Humans changed things dramatically and rapidly. We brought thousands of other organisms with us, some on purpose, many by accident. Many of those organisms flourished here, at the expense of native organisms. Today, there are few New Zealand ecosystems untouched by the invasion of humans and other non-natives. Some of the most successful invaders have been plants—today there are more introduced plants here than there are natives, and more arrive all the time, in spite of efforts to prevent them.

Many of those invading plants were brought to New Zealand on purpose to provide food, shelter, or medicine. In fact, I can’t think of a single native plant currently cultivated for food, except one seaweed. There are certainly a few edible native plants, but they are few, and they are more of a survival food than something you’d want to eat every day.

No surprise. The crops we eat today have been cultivated for thousands of years—selected by countless generations of farmers to be bigger, tastier, and easier to grow. With only 700 years of history in New Zealand, there’s hardly been time to develop native crops.

The human migrants to New Zealand brought their crops with them instead. Familiar corn and carrots, potatoes and peas. But it’s not just in New Zealand that people mostly eat food native to other regions. People have been carrying their food with them for as long as we’ve travelled, until it’s sometimes hard to know where a food originally came from—classic Italian tomato sauce is made from a plant native to the Americas, the American “wheat belt” has its origins thousands of years ago in Turkey, and cassava domesticated in Brazil is now a staple food throughout tropical areas worldwide. Few people anywhere in the world eat native.

While I would love to be able to magically bring back the moa, Haast eagles, huia, and host of other incredible New Zealand endemic organisms that humans have wiped out here, I will admit I’m terribly fond of my non-native tomatoes, cucumbers, potatoes, eggplants, etc. I am thankful those non-natives are here, and I need not subsist on seaweed and ferns. Does it feel somewhat disingenuous to passionately support the conservation of our native biodiversity while I plant my non-native vegetable garden? Yes, but I’m only human, after all, doing what humans have done for 10,000 years.

Fall Foraging

DSC_0016 copyI enjoy foraging for forgotten food, and university campuses often offer good pickings. Development marginalises former research and demonstration plots. The plants are abandoned in some corner between buildings, and are forgotten by everyone but the groundsmen who have to mow around them.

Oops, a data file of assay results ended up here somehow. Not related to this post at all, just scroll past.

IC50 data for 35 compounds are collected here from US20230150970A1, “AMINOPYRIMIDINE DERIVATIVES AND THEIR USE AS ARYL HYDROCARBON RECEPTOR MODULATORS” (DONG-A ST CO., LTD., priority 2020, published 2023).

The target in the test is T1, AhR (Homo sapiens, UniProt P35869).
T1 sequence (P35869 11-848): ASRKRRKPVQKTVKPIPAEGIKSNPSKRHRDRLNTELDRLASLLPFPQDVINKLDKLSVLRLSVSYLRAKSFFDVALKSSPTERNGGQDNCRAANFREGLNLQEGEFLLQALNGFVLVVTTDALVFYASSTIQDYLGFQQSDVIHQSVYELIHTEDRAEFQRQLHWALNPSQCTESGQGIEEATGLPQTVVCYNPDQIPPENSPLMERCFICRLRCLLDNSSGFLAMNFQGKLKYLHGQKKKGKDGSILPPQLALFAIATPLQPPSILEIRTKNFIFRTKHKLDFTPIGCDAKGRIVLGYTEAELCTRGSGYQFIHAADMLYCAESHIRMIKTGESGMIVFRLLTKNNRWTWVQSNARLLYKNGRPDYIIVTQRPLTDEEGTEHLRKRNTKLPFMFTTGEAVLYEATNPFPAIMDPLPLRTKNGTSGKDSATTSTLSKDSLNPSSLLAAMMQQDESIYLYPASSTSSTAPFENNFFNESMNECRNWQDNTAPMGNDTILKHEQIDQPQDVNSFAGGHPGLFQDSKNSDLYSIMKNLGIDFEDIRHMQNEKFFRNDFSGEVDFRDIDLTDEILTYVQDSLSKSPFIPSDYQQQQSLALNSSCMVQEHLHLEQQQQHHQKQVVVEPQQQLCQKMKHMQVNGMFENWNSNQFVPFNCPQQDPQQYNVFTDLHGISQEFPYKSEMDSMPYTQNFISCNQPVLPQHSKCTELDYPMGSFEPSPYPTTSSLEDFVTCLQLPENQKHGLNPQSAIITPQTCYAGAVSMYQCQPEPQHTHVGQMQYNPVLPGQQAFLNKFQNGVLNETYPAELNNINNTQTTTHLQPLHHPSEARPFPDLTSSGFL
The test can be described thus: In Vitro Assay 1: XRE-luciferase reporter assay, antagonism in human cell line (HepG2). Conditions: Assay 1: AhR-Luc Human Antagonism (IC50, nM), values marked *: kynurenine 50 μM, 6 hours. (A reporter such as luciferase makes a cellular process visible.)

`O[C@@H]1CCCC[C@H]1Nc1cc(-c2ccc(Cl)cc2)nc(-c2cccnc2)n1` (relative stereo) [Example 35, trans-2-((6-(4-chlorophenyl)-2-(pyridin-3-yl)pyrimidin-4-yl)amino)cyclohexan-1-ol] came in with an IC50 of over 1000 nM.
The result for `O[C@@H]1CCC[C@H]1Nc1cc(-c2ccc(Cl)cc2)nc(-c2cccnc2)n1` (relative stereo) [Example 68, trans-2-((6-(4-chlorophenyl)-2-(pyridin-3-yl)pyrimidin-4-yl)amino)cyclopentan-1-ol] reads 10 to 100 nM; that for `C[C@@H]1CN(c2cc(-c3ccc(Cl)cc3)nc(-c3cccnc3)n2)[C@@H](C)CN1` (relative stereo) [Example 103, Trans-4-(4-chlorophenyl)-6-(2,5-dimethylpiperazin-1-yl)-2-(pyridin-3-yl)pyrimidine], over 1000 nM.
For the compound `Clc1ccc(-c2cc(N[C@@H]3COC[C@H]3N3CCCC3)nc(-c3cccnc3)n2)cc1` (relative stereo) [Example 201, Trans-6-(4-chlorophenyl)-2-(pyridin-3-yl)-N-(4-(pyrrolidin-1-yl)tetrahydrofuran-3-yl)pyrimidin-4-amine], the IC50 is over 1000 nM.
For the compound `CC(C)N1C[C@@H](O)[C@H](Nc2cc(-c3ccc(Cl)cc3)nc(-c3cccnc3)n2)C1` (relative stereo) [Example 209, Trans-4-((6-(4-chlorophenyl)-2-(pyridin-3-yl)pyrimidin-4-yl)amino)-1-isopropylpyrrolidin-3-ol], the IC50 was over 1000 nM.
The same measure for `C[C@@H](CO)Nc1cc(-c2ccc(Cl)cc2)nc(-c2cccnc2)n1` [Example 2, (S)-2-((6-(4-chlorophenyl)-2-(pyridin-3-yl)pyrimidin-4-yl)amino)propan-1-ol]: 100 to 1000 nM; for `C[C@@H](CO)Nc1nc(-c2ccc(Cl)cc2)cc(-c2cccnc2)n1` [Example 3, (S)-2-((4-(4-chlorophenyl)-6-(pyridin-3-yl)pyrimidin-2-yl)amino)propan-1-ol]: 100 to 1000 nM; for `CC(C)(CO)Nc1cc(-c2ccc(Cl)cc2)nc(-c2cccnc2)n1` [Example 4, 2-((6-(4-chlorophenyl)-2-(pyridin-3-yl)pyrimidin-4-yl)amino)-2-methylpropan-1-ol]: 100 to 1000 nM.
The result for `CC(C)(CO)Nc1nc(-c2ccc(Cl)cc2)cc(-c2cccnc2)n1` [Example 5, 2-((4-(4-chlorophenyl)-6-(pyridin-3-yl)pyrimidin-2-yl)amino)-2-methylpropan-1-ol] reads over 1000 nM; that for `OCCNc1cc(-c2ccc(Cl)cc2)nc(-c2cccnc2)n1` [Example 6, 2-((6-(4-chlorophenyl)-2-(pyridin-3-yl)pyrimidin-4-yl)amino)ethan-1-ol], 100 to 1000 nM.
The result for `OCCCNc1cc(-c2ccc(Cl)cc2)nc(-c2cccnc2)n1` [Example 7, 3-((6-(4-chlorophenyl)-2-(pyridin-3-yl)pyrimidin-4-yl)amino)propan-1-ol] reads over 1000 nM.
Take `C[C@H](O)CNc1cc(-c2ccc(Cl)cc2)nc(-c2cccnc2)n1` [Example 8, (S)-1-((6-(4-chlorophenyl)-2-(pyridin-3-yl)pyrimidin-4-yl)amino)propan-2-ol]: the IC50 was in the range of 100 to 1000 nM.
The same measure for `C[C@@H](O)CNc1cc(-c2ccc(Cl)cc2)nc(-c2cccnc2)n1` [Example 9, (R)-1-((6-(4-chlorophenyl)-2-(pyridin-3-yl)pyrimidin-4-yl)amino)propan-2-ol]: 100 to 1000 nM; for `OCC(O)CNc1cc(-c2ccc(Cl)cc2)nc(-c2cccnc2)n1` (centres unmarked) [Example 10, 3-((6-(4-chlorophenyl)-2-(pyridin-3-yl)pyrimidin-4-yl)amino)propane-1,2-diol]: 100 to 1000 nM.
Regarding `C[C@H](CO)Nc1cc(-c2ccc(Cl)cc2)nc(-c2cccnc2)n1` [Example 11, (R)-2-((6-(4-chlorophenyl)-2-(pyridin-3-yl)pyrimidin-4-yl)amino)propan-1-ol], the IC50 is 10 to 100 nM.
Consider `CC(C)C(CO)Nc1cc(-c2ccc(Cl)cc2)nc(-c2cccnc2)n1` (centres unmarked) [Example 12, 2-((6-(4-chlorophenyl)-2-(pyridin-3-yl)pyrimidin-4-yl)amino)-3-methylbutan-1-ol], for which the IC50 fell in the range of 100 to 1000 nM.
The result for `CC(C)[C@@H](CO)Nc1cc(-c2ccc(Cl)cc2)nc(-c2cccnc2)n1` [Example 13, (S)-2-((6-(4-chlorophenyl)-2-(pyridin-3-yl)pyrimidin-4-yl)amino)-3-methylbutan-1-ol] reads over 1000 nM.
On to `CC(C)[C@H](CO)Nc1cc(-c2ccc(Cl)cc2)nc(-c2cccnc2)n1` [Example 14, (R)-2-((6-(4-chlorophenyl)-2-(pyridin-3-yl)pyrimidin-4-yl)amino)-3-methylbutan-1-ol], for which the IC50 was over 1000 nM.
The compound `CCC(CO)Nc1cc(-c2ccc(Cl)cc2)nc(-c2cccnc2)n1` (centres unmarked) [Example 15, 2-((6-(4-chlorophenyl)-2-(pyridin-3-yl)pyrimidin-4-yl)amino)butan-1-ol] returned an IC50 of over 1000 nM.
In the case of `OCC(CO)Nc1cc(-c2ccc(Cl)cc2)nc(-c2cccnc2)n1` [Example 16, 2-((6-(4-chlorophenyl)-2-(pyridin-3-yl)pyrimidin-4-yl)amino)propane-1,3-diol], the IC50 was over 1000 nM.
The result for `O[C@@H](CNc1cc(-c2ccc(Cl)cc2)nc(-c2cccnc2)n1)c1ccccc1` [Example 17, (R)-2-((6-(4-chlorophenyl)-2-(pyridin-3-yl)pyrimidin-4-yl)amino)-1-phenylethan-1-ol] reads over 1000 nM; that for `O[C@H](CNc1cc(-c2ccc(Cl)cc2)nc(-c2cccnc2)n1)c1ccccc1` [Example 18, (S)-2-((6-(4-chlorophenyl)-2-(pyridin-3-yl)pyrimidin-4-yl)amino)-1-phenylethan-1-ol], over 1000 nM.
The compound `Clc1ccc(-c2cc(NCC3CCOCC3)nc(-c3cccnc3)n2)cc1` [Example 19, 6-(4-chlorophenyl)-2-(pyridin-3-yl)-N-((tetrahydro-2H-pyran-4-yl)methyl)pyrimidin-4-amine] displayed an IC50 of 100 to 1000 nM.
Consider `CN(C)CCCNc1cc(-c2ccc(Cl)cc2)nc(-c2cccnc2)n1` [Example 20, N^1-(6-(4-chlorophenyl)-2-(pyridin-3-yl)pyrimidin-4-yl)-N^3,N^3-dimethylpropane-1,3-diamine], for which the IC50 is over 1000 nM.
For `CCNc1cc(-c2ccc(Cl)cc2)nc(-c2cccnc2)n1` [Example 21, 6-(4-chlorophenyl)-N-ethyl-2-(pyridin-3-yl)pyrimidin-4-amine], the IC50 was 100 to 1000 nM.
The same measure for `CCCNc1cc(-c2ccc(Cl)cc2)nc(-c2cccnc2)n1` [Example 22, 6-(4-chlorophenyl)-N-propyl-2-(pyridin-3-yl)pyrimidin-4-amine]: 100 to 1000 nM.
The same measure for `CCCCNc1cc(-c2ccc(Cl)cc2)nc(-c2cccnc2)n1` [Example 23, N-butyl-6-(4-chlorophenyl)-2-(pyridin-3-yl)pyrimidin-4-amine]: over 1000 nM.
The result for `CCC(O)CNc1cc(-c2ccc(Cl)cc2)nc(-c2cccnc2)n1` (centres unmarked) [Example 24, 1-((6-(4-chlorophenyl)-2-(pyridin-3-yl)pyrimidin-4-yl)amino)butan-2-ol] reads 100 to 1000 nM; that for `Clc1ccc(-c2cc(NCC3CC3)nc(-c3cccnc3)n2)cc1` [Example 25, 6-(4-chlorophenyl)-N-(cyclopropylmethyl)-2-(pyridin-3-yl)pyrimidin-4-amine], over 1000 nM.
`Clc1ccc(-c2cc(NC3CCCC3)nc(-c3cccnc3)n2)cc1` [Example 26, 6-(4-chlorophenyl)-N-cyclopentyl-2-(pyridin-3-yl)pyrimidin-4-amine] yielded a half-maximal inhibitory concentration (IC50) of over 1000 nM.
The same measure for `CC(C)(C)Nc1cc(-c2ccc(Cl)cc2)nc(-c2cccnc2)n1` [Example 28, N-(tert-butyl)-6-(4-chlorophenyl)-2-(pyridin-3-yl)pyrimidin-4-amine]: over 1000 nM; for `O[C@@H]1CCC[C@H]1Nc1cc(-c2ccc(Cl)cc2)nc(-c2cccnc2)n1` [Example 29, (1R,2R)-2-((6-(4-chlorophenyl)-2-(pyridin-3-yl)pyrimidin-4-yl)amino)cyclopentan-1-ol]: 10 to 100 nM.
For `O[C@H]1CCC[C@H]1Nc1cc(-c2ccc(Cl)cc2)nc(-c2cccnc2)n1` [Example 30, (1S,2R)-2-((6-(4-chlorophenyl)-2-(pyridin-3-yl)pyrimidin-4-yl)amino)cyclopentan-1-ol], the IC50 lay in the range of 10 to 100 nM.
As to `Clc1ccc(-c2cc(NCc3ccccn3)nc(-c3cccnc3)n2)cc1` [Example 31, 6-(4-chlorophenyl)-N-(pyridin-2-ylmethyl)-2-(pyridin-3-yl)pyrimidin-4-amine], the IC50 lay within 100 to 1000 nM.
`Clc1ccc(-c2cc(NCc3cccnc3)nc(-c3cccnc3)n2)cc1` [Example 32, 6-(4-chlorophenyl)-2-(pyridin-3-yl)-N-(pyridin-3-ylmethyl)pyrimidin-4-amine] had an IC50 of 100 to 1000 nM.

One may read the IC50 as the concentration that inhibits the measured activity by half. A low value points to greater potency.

Apples used to be a huge crop around Lincoln (until growing houses became more profitable), and the university has done research on apples for many decades. The “Orchard Carpark” is presumably the former site of the University orchard, but only one lone apple tree remains on the edge of the pavement. No one officially picks its fruit, but passersby avail themselves. This year, the tree is groaning under a heavy crop.

This morning, when I stopped by, the tree was well-picked on the lower branches, but there was plenty of fruit on the ground, and my daughter climbed into the tree to reach a few higher up. We came home with a bag full of tart, firm apples. Perfect for pie.

Gifts from the Soil

DSC_0001 smAccording to Wikipedia, the price of porcini mushrooms (Boletus edulis) ranges from $20-$80/kg in the U.S., though it’s been known to rise to over $200/kg (wholesale) in years when it is scarce.

Porcini is expensive because of its ecology. It is a mycorrhizal fungus, meaning it lives in association with the roots of plants. This is a mutualistic relationship—the plant provides sugar, and the fungus provides nutrients. Neither one can grow properly without the other. Porcini’s mycorrhizal partners are oak trees. In order to grow porcini, you have to grow oak trees, so it is difficult to cultivate. The result is that porcini is largely collected from the wild, and is subject to wide fluctuations in production.

Sitting down to a picnic lunch today (in a location that shall remain secret), Ian and I picked 730g of porcini. It’s very early in the mushroom season, and quite dry, so we were surprised to see it, though Ian regularly finds it nearby. Ian manages several hundred dollars worth of porcini foraging in the autumn, even calculated by the lowest prices. It’s a delicious and welcome gift that is overlooked by thousands of passersby.

Porcini is a firm and meaty mushroom. Strongly flavoured, a little can go a long way when it needs to. But in autumn when the porcini are fruiting, we need not skimp, and a meal can easily include half a kilo of mushrooms. I dry the excess for use over winter in soups and stews. It goes well with thyme and rosemary, and lends a deep earthy flavour to dishes.

So, thanks to whoever brought these two non-native organisms—oaks and Boletus edulis—to New Zealand. Their presence is a gift to our table.